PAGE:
WRAP IT IN FLAGS by Robert Terrall

WRAP IT IN FLAGS

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KIRKUS REVIEW

This lunatic farce, which is reminiscent of Donald Westlake's recent High Adventure for no-holds-barred madcappery, has been chosen as Penguin's first US fiction to be published as a trade paperback original. It's a safe choice. And it is Terrall's 50th or so novel, the earlier ones having been published under four pseudonyms, the largest number as Brett Halliday. The title stems from a saying by Stefa Salkin in Lublin Days: ""You couldn't sell that fish to the Poles if you wrapped it in flags."" The fish in this novel is the US defense establishment and especially the Pentagon. Symbolically, three million black starlings have begun landing annually in a small postage stamp of Pentagon country in piney-woods Virginia. Enormous campaigns against the birds, including poison sprays, nerve gas, artillery bombardment, and even electrifying the trees like mosquito grids, have left the Pentagon stumped: the birds absorb all punishment. When the Pentagon at last chops down the whole forest, the birds (now grown to nine million) settle on the Pentagon itself as their annual rookery, which creates a stinking avian stew for the defense chiefs. Meanwhile, down in Colombia, a young Army officer by the name of Illuminado Castillo is being groomed as a superstud by the powerful Donna Gabriella Blanco, wife of the nation's new Chairman. Now 40, and a longstanding Book-of-the-Month Club member, Donna Gabriella realizes that she has never had an orgasm, not even from her lover Illuminado, who is only 20. In Washington, girls outnumber men 3-to-1, so why not send Illuminado to the Pentagon's Counter Coup school, where he will also learn the art of orgasm from the local girls, and bring his knowledge back to Donna Gabriella? Once into the Pentagon, however, Illuminado drives the supercomputer mad with chickenbone voodoo and is thought to be an enemy agent, a spy from the evil empire. . . Swallowing as much nonsense as Terrall throws at us, and pitched at such a frantic level as he has chosen to pitch it, may be more frippery than many will want to ingest in one novel. But true madcappers will be happy to drink from this wacky brew.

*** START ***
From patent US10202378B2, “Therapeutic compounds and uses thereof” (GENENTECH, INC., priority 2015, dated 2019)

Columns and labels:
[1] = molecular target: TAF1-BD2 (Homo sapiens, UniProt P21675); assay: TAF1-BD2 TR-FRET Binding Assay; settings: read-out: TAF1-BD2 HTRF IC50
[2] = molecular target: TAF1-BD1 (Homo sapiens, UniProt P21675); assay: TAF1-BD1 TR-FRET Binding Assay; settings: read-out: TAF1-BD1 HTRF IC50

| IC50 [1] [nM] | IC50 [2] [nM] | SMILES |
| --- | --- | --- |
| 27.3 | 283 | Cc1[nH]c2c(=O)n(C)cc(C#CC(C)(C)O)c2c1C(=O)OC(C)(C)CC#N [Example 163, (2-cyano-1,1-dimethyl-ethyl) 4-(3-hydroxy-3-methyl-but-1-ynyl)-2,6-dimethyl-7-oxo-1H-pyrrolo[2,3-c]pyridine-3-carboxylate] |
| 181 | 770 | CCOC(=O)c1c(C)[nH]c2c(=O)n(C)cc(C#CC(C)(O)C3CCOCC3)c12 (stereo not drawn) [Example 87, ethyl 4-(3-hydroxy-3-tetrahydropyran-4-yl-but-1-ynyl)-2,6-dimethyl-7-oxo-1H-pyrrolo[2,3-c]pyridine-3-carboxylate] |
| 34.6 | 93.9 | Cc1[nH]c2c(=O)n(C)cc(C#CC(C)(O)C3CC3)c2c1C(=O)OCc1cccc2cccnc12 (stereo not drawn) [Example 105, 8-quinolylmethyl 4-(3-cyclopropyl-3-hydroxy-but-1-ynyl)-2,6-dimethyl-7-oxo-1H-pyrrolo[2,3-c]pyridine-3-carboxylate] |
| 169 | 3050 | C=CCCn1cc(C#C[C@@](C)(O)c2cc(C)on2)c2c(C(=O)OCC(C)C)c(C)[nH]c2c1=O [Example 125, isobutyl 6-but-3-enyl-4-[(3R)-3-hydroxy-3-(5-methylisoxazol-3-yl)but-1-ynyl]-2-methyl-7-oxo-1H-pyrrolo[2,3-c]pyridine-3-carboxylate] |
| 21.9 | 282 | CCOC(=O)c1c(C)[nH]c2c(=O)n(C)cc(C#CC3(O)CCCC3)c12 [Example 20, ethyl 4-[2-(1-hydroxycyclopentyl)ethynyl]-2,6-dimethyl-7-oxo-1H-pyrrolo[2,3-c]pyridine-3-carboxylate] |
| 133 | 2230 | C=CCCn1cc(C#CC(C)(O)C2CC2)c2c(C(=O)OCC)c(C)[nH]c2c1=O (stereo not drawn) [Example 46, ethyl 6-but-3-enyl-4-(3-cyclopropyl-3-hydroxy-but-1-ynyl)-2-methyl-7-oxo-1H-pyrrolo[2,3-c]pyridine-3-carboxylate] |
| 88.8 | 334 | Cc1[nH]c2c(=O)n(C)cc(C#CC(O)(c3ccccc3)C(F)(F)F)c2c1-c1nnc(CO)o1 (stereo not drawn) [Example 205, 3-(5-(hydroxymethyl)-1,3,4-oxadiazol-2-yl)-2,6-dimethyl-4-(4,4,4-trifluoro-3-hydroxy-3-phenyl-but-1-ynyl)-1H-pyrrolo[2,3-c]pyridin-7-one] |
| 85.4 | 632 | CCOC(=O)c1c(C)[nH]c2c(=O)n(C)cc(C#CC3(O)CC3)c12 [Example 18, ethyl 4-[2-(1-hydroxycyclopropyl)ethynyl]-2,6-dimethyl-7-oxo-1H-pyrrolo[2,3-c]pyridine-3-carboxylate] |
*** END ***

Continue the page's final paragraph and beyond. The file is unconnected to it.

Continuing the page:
Pub Date: Jan. 7th, 1985
Publisher: Penguin